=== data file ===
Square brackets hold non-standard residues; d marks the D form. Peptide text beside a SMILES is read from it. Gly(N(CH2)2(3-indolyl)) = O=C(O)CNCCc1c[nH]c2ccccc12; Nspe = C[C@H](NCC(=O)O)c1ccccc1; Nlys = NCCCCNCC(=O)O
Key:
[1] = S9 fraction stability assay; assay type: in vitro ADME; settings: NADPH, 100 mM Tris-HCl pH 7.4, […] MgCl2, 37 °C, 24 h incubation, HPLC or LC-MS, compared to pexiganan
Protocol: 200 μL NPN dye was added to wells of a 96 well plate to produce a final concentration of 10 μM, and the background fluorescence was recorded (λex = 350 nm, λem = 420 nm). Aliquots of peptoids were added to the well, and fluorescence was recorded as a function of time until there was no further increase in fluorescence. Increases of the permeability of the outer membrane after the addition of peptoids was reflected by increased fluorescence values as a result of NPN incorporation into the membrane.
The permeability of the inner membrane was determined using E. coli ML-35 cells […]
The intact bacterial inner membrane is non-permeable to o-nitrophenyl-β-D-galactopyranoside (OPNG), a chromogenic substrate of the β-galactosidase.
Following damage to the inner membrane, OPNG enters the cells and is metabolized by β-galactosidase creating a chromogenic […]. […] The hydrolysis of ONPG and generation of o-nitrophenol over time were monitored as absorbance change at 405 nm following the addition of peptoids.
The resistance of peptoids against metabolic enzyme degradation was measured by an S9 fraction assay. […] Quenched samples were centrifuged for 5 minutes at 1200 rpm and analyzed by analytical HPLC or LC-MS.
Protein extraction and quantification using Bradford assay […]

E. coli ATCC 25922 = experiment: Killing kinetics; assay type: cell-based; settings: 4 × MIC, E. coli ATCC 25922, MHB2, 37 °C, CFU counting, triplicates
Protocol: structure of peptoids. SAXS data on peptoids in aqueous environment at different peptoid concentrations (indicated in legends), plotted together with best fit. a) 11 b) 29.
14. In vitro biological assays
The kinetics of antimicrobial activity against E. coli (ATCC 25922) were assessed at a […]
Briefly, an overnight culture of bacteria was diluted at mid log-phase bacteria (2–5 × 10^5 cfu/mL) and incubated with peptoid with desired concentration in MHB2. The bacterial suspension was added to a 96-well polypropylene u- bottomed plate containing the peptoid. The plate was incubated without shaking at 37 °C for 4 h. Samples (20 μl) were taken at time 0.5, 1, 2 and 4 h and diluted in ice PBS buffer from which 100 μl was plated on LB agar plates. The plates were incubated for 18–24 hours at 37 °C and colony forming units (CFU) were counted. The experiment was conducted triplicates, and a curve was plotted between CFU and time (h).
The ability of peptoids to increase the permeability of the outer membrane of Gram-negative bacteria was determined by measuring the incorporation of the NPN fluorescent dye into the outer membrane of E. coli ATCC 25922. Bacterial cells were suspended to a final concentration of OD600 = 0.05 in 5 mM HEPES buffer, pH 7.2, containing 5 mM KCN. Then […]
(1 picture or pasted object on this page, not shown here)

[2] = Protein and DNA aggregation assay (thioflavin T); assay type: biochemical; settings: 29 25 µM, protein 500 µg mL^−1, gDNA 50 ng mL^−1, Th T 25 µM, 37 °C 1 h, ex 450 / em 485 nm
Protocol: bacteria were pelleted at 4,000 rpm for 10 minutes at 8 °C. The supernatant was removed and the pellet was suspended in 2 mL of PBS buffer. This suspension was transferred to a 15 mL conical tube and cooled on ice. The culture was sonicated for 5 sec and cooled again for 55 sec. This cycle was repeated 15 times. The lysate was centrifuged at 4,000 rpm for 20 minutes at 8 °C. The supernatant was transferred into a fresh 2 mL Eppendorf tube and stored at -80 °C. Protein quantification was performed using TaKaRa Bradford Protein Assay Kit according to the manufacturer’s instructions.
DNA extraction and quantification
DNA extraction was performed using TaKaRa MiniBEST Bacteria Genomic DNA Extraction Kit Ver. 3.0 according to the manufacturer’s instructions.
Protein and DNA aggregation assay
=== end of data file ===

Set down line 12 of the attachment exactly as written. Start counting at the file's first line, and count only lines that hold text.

14. In vitro biological assays